The unified communications (UC) market in Europe was worth $2,6-billion in 2008, and will grow at a CAGR of 39% to a value of $13,5-billion by 2013, making it one of the brightest spots in a very tough technology market.
This is according to IDC research.
"In such a challenging market, where spending is plummeting, there is a strong opportunity for solutions that can reduce expenses, such as travel, in the short term," says Chris Barnard, research director, European Telecoms and Networking at IDC. "This means that UC, which includes video and audio conferencing and collaboration solutions, is one of the few technology areas well placed to grow during the recession.
"In addition to cost savings, we see that in Europe environmental issues are becoming a major driver of the overall UC market, and specific submarkets such as high-end
videoconferencing in particular. Not only can UC reduce an organisation's travel budget, it can also reduce that company's carbon footprint and improve its corporate social responsibility standing.
"In addition, we believe that the real longer term UC opportunity lies with communications event management platforms that enable the enterprise to build new applications and enhance existing applications in order to streamline voice-intensive processes and deliver productivity gains," he says.
IDC also believes that UC could change the way European enterprises buy voice and data solutions. In the past, most of the sales efforts have been focused on selling to the ICT department, but now the integration of voice and data with business-critical applications requires line-of-business (LOB) managers to have seats at the negotiating table.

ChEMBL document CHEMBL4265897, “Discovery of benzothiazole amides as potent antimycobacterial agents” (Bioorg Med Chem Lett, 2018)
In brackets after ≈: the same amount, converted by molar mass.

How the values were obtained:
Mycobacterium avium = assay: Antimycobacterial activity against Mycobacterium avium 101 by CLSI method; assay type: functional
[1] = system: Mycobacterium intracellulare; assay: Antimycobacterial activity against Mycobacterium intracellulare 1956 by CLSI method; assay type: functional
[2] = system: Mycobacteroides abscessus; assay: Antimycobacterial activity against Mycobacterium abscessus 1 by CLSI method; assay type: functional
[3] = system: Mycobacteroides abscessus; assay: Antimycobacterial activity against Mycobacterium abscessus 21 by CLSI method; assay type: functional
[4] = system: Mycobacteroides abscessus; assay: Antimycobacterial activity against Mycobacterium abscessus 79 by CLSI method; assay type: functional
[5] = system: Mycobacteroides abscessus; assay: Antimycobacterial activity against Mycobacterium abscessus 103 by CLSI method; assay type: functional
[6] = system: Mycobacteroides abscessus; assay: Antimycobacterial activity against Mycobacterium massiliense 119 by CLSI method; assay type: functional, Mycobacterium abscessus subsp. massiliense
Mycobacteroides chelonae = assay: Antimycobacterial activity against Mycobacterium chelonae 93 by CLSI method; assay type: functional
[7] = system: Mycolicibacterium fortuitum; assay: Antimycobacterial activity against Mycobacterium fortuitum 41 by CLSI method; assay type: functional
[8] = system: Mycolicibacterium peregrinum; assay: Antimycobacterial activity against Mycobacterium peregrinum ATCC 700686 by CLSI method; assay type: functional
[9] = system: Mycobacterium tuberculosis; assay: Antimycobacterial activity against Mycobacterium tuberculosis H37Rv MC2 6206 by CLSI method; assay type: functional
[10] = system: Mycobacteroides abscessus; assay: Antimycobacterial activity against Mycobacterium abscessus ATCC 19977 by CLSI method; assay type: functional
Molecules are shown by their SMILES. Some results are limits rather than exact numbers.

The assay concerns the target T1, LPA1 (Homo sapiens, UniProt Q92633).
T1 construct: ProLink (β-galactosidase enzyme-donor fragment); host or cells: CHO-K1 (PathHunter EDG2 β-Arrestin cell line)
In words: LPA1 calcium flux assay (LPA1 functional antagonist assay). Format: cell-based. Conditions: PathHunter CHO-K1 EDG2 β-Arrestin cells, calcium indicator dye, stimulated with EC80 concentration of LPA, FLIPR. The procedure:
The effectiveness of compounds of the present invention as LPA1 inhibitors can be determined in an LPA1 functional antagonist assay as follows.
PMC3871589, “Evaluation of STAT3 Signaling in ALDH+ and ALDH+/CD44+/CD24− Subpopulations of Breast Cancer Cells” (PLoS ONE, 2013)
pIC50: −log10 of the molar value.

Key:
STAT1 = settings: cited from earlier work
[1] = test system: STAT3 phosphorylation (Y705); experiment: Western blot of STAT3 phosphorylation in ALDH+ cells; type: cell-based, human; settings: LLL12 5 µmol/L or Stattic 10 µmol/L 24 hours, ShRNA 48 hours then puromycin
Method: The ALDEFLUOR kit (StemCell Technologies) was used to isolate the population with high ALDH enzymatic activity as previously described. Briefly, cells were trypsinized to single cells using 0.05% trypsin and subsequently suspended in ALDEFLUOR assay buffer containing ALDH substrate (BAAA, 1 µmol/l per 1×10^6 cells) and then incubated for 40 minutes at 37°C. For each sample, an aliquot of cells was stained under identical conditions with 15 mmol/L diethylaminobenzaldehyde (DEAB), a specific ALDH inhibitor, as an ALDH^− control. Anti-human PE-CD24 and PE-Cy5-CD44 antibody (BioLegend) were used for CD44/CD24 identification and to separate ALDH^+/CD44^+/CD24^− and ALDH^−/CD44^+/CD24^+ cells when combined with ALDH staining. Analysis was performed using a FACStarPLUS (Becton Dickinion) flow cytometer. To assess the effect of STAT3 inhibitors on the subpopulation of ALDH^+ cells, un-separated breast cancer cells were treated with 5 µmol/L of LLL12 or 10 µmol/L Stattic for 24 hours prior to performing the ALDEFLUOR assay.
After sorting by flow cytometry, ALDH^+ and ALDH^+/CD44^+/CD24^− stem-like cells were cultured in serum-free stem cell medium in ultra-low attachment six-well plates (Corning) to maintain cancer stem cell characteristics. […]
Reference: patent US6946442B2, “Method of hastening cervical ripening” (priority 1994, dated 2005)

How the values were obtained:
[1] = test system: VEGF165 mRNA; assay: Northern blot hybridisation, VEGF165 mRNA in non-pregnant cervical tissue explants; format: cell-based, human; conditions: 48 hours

IDC believes that UC will offer significant opportunities for network-related services players (from both the service provider and systems integrator sides) in the short and medium term. Services companies can act as a single point of contact for the enterprise and resolve issues (ranging from licensing to network and application integration) by interacting with desktop UC players such as Microsoft and IBM, as well as voice vendors.
The research indicates that, in the first half of the forecast period, premises-based UC solutions will lead the way, but that later on in the forecast, hosted solutions will offer interesting opportunities as fixed and mobile providers work out their UC strategies.